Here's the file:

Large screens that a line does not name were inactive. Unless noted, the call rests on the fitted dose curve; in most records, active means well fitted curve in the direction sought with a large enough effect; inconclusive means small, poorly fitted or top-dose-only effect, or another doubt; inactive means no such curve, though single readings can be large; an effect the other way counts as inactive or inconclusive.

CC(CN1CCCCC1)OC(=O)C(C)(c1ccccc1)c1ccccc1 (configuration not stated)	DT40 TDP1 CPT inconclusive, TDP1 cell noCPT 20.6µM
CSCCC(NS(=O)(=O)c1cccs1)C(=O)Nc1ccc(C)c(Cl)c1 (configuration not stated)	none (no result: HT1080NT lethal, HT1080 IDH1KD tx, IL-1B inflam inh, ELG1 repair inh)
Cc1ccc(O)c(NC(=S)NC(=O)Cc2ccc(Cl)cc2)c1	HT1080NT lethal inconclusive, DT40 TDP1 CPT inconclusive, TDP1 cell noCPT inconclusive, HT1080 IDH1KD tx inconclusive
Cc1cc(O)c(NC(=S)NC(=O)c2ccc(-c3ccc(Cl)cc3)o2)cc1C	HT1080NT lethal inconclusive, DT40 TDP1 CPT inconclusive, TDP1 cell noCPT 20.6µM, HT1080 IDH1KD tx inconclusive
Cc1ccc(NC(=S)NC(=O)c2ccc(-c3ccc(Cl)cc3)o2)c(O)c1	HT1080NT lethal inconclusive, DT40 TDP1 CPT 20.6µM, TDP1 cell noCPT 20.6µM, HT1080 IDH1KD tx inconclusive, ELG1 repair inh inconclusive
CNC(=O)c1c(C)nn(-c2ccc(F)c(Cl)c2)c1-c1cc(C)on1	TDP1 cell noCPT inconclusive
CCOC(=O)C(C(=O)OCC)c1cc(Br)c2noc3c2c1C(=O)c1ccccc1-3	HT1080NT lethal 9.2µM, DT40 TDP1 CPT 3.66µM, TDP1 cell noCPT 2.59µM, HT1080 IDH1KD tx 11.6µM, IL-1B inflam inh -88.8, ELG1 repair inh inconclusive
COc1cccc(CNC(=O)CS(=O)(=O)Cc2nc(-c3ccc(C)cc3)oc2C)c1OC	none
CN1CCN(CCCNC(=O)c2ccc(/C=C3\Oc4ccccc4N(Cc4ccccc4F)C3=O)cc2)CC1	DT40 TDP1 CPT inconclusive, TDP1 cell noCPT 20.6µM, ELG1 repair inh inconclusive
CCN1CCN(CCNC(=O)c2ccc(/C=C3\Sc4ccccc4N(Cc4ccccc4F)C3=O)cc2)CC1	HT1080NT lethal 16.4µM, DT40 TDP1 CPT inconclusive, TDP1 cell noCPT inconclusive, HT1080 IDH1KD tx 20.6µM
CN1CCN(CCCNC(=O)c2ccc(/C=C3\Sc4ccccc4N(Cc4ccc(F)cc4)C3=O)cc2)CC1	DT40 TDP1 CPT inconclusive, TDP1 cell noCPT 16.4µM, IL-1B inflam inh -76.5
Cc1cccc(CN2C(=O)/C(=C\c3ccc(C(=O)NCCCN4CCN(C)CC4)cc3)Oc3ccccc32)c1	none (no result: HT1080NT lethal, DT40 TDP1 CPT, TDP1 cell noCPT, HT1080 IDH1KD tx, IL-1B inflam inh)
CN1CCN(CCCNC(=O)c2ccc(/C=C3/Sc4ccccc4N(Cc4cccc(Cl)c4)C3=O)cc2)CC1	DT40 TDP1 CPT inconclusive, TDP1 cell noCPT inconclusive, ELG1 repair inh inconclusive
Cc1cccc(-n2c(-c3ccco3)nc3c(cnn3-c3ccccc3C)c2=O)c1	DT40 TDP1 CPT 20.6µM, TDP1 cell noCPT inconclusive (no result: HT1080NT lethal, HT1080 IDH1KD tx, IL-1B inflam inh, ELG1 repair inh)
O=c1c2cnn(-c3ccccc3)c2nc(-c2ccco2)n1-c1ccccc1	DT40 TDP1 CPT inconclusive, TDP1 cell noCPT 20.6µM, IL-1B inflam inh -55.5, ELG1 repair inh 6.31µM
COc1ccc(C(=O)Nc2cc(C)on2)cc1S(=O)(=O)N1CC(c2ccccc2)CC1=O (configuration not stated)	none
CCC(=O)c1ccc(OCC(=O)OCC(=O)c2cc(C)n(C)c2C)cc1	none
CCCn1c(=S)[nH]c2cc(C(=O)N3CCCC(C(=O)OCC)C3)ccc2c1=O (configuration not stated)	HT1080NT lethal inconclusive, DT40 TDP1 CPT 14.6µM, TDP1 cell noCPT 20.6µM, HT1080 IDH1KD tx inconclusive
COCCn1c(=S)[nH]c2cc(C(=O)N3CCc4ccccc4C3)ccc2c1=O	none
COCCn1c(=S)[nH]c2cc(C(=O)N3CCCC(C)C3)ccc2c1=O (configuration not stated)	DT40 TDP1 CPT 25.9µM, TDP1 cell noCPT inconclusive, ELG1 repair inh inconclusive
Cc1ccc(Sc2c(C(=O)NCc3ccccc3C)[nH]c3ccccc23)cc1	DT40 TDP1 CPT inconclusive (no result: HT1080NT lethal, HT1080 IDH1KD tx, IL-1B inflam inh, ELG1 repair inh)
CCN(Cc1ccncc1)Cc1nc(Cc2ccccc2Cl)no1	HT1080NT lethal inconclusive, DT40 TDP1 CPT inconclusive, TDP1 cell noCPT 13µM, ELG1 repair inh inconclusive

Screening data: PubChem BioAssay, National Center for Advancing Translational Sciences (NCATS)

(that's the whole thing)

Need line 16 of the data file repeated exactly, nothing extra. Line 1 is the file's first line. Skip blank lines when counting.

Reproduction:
O=c1c2cnn(-c3ccccc3)c2nc(-c2ccco2)n1-c1ccccc1	DT40 TDP1 CPT inconclusive, TDP1 cell noCPT 20.6µM, IL-1B inflam inh -55.5, ELG1 repair inh 6.31µM